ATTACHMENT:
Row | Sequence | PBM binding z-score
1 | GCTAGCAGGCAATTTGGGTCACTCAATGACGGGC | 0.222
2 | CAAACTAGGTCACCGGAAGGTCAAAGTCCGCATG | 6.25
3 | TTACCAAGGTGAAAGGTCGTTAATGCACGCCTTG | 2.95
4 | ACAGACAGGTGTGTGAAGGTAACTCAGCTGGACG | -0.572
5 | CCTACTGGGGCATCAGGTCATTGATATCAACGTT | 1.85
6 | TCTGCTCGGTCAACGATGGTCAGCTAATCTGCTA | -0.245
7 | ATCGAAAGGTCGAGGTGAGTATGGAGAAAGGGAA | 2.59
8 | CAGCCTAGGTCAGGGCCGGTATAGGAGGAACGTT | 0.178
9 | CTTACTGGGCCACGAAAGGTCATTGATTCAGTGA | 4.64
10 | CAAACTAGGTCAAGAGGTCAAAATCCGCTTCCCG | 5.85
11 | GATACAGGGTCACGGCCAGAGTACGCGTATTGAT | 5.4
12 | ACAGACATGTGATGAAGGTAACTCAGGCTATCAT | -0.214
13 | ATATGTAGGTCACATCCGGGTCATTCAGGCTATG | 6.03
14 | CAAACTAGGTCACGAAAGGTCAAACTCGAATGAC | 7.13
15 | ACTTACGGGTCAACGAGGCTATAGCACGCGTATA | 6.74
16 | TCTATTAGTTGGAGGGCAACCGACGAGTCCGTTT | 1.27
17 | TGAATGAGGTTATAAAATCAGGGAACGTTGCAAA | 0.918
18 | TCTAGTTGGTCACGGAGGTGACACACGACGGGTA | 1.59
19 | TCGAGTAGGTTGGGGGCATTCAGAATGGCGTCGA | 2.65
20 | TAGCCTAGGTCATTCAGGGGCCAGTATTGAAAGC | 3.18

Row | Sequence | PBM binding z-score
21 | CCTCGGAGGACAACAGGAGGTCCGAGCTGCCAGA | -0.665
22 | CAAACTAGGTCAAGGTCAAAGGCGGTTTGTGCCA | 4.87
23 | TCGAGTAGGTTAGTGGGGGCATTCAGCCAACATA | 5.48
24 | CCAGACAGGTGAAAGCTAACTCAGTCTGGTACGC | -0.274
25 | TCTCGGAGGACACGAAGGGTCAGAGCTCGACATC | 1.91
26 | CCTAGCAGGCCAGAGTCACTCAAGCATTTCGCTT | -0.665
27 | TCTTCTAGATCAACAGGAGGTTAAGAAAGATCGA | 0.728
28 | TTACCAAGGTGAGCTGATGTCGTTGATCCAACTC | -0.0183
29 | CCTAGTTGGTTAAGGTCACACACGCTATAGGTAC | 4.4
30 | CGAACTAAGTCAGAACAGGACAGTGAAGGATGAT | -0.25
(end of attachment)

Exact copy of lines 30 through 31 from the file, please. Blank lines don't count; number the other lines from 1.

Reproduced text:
28 | TTACCAAGGTGAGCTGATGTCGTTGATCCAACTC | -0.0183
29 | CCTAGTTGGTTAAGGTCACACACGCTATAGGTAC | 4.4